Labella Green Fashion

This boutique is the darling of discerning Saigonese, expats and tourists. Westerners love being able to look fabulous in Vietnamese designs, available in larger sizes. Labella displays evening gowns, casual wear, accessories and shoes. Featuring both simple and sophisticated patterns and cuts, shoppers of any taste will leave with a full bag and a satisfied smile. Labella is located on Pasteur in downtown HCMC.

Labella carries a fine gathering of silk, jersey, and cotton separates and dresses, as well as silk sleep and loungewear. Some of their designs such as Roman-style jersey dresses, are uncomplicated. If eccentricity is your thing, try a silk wraparound halter and sequined skirt. Women fashion brand Labella began in 2003, originating from brand SxS which was established in 1997. Initially, Labella occupied a small one-floor shop in Ho Chi Minh City. Today its three-floor store in central Saigon draws big crowds.

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L'Usine

HCMC's L'usine is a haven for everything the rest of the world forgot. A loft cafe, vintage racing bike and Lomo heaven, L'usine also sells clothes to go along with your espresso. Don't know what Lomo is? Visit L'usine. The Champs-Elysees meets Bleeker Street in classic Saigon style. While away the hours or buy some hip gear. Whatever makes your day go easier is sure to be found at L'usine. Brands found at L'usine include AIAIAI, Baxter of California, BoAime, Clae, Moleskine and Yumaki among many others.

More than just a fashion boutique, café and art gallery, L'usine is a contemporary Vietnamese experience in the heart of Saigon. L'usine's founders have designed a space that not only showcases global fashion but celebrates modern Vietnamese creativity, inspired by the timeless elegance and enterprising industry of the Indochina era. The boutique's bricks and mortar physical space suggests a 1930s French garment factory. Enjoy freshly cut sandwiches and home-style cakes made with quality ingredients.

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Ipa Nima HCMC

A colourful arrangement of fashion and function, Ipa Nima Boutique shop is the brainchild of Christina Yu and has been creating accessories full of invention and flair since 1997. Focusing on purses, the design-first mentality leads to pieces that reflect style and symmetry, all steeped in a heavy dose of soul. Their support of Saigon non profits brings social responsibility to the table. In Vietnam they have four locations, two in Ho Chi Minh City and two in Hanoi.

Looking for funky, original handbags with flair? Head to Ipa-Nima in Ho Chi Minh City. There are two locations in the city. Although the Saigon stores are not as big as their flagship shop in Hanoi, you'll still marvel at the selection on offer. Shop amidst a violet, boudoir-esque interior and pick out an edgy handbag designed with vintage flair. Ipa-Nima is open daily from 9am to 9pm.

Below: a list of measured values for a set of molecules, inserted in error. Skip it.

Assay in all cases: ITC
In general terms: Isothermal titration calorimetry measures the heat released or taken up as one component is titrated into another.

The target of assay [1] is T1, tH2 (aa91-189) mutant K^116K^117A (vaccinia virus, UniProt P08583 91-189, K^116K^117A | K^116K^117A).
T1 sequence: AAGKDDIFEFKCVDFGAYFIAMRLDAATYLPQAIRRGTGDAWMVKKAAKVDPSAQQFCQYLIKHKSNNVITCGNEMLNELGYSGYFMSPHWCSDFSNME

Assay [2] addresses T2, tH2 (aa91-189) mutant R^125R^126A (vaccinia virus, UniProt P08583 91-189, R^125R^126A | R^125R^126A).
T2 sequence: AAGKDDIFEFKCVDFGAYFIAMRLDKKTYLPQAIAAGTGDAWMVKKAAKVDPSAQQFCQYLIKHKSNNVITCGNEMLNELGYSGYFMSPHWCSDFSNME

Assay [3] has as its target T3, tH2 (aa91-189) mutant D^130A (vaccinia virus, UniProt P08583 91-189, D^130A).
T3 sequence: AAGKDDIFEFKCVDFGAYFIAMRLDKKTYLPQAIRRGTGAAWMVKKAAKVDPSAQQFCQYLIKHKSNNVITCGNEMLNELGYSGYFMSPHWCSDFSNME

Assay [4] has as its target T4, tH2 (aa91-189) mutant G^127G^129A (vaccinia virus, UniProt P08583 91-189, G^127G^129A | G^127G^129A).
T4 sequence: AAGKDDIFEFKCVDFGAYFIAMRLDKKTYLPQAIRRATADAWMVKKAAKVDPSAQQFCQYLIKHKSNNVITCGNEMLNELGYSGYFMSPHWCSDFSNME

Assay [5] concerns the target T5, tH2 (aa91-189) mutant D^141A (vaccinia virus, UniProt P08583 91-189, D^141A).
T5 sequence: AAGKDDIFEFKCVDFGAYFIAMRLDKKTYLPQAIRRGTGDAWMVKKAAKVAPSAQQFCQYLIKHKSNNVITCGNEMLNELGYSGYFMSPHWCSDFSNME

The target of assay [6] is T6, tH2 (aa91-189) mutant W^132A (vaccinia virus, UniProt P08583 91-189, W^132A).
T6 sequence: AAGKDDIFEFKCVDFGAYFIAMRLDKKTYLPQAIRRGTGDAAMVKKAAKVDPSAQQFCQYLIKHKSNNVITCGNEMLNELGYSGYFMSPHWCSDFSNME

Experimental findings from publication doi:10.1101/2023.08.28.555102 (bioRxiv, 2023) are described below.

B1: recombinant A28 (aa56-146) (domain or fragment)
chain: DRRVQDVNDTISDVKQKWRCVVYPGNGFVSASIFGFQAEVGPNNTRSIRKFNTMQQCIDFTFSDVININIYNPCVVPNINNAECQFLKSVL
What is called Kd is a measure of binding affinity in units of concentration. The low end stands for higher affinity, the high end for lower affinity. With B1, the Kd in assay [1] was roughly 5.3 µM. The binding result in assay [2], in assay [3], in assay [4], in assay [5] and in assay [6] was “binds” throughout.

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Future of Fashion in Saigon

Fashion has exploded in the last decade. Reality shows like Project Runway and Next Top Model have intrigued young designers, and a design revolution has been brewing for some years now.

Vietnam Fashion Week is in its third year and is incredibly successful. There is a higher demand for quality products. And with the advent of the new Takashimaya mall, international brands have suddenly poured into Vietnam in droves. But is it all sustainable? One of the country’s most recognised young designers, and founder of Vietnam Fashion Academy, Huy Vo, believes not so much; at least, not yet.

Photo: Edi Luong, Model: Kim Nha, Designer: Ivan Tran, Makeup: Minh Chu

In 2007-2010, the boutique fashion scene was thriving. Shops sprang up like wildfire, and the rich Vietnamese found wonderful new clothes to buy. But after the stock market plummeted, sales slowed, and the short burst of success gave way to a more revealing truth: the trendy young designers who started strong now realised they had little foundation to support themselves. Shops began to close, giving way to big name retail spaces.

Big Brand Dilemma

The fashion scene is still growing, but the question still remains: how can domestic designers and brands compete with the wave of big brands jumping on the bandwagon? Huy Vo mentions three crucial factors for any designer’s success in the marketplace: brand identity, customer service and quality.

Photo via Pixabay

The first two - brand identity and customer service - are easy. Many young designers are inherent digital marketers, and naturally use Facebook and Instagram to promote their products in ingenious ways. Serving their customers doesn’t seem to be an issue either. But when quality comes into question, there’s a noticeable gap. What good is a trendy blouse if it doesn’t look great after two washes? Or a nice pair of jeans if they fall apart after six months?

Vendors in Saigon Square kept producing faker fakes for profit, killing themselves in the process. On the other side, many young designers started out curious and ambitious, but without the foundation of knowledge required to build a sustainable clothing business.

True Domestic Quality

With malls you get the surface - the presentation, the brand, the space - but not what people actually want to buy. Where do people actually shop these days? Social media is a powerful tool for young designers, and chat apps and social networking sites like Zalo and Facebook have everyone from teens to middle-aged adults selling their wares. Then there are the corner shops near home, and online Amazon-like sites like Lazada and Leflair.

 

Photo via Pixabay

True domestic quality comes in the form of passionate designers with sustainable brands - thinkers who think forward. Notable names include Antonio De Torres, Lam Gia Khang, Huy Tran, Do Manh Cuong, Adrian Anh Tuan, Li Lam and Cong Tri, among others. Some examples of good fashion boutiques are Nosbyn, Cashew, Wephobia, Ren, The Blue T-Shirt, Thuy Design House and Annacoco.